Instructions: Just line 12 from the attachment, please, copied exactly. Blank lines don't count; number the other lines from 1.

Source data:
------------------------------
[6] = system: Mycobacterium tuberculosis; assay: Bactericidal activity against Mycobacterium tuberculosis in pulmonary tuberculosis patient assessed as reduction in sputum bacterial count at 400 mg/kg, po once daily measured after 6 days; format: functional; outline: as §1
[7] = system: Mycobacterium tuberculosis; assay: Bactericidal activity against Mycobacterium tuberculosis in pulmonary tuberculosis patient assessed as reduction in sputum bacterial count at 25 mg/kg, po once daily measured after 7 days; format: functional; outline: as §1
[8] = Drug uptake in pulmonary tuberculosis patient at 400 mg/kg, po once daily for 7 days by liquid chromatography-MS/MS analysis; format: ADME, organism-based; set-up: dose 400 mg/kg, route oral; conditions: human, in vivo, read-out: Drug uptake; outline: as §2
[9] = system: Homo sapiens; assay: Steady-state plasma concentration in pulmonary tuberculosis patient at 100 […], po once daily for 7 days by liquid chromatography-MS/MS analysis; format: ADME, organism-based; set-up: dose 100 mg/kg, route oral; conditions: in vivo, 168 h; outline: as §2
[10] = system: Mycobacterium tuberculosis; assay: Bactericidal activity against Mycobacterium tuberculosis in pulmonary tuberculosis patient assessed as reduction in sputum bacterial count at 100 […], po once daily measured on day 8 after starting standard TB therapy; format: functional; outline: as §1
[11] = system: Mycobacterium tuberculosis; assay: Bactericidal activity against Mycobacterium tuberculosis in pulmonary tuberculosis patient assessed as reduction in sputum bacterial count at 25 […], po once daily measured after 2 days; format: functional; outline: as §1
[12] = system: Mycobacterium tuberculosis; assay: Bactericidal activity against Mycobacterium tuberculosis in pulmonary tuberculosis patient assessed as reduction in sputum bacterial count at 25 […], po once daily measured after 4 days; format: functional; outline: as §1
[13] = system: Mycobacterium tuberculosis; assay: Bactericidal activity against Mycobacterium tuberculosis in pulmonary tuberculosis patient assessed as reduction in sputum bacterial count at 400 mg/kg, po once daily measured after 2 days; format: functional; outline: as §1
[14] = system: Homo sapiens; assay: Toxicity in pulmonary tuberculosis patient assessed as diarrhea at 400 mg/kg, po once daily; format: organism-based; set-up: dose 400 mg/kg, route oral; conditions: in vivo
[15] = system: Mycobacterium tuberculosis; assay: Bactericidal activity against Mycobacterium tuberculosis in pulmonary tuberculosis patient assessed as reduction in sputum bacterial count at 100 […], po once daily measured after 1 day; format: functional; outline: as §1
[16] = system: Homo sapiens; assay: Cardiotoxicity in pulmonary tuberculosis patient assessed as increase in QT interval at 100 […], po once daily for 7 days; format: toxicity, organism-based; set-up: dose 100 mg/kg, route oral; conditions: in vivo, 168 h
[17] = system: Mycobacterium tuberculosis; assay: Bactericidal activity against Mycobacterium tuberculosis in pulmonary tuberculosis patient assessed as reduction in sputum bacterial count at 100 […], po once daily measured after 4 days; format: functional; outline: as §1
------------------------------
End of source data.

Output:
[17] = system: Mycobacterium tuberculosis; assay: Bactericidal activity against Mycobacterium tuberculosis in pulmonary tuberculosis patient assessed as reduction in sputum bacterial count at 100 […], po once daily measured after 4 days; format: functional; outline: as §1